Will there become a future where technology is so necessary, so needed, and so fundamental to human functionality that there would be no way we could ever survive without it? Well, I’m afraid we have already reached that point in our history, and part of this exponential growth in technological dependability comes from the evolution of Artificial Intelligence, or AI for short.

AI is a very complicated topic, and when the common person thinks of AI, they may think of computers, robot world domination, or employees losing jobs to automated machines. Luckily, experts in the field can exhibit scientific storytelling, or telling stories using scientific data (Ma, et al) to provide numerous visuals in order to more clearly emphasize the impact of AI in the world of science and technology. Below are five visuals that can make viewers either understand or better interpret the growth of AI and the relevance it has towards our society.

Source: https://www.seal-software.com/blog/understanding-artificial-intelligence-ai/

It is important to first understand what exactly AI is. In short, AI is a branch of computer science that deals with the stimulation of intelligent behavior in computers (Interesting Engineering). There are actually two types of AI: Artificial General Intelligence (where computers learn and process information just like humans do) and Narrow AI (which is meant for a more sepcific use, such as self-driving cars) [Gidney]. Even though AGI is not fully realized yet, there are still plenty of roles AI plays in its “narrow” form.

The visual above is what Dr. Bill Dennison would call a conceptual diagram. According to him, these diagrams become relevant by portraying key features and when a photo alone cannot capture what is trying to be explained. This is a side tree diagram that better explains the types of uses AI currently has in our society and what categories each use falls under. Each category is also color coded and very close to each other, which reference Gestalt’s principles of both similarity and proximity, stating that objects appear as a group is they are similar in nature (color, in this case), and close together (Bonner). These principles help better understand a viewer’s perception of the topic because it allows the viewer to see not only all of the categories AI has built, but the more common uses that the average person may be familiar with. Had all of these terms been laid out in text instead, viewers would struggle to differentiate the uses of AI under certain broad categories such as machine learning and natural language processing. This concept diagram is a wonderful example of a user-centered design, as it was constructed “with consideration for the personal preferences, cognitive abilities and value systems of the audience” (Estrada, et al).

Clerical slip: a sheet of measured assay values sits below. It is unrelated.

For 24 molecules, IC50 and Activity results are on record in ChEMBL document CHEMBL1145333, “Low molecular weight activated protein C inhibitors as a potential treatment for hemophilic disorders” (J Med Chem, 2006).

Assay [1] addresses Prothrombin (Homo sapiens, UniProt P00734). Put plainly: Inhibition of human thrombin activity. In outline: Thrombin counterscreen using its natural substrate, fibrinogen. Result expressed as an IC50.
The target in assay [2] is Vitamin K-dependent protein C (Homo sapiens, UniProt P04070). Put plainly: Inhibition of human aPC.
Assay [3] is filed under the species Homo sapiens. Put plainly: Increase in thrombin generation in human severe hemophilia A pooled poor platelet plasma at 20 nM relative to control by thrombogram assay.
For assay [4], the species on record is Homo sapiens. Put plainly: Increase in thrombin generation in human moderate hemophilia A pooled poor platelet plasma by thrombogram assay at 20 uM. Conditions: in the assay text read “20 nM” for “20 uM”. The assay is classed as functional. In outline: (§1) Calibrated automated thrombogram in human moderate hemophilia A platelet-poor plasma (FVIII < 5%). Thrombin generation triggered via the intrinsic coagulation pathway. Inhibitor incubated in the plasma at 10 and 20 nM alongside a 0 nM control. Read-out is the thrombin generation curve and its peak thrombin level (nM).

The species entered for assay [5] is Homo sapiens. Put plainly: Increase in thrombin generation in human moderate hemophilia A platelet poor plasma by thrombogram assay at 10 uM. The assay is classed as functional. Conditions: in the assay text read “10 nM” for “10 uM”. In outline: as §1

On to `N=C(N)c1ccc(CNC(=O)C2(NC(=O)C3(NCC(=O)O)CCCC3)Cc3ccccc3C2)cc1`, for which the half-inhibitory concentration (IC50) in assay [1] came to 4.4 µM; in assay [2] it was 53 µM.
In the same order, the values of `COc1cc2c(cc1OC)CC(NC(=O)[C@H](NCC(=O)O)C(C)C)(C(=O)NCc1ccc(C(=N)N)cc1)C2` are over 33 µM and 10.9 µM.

Source: https://www.statista.com/statistics/607612/worldwide-artificial-intelligence-for-enterprise-applications/

What about the revenue? Has AI been good for business? Surely its dangerous implications cast fear amongst corporations which causes them to shy away from such technology, right? Well, if you looked at the graph above, would you believe the answer to the last question is actually yes? Of course, not! You do not even have to see any of the numbers to know that businesses and corporations are increasingly adapting AI technology into their ecosystems.

Dennison believes that graphs and data orientation can provide a clear depiction of the information that is being visualized. The graphical properties of size, orientation and color are used effectively in this chart in order to make the data more noticeable to the eye and valuable to the user (IDF). Graphs can be very tricky to visualize correctly without any chance of misinterpretation, and although this specific graph uses estimated data for future years, it is all compiled in a very familiar and simple graph that is more accurately interpreted by the user (Watson, 7).

Source: https://itweb.africa/content/j5alrvQaJ6yvpYQk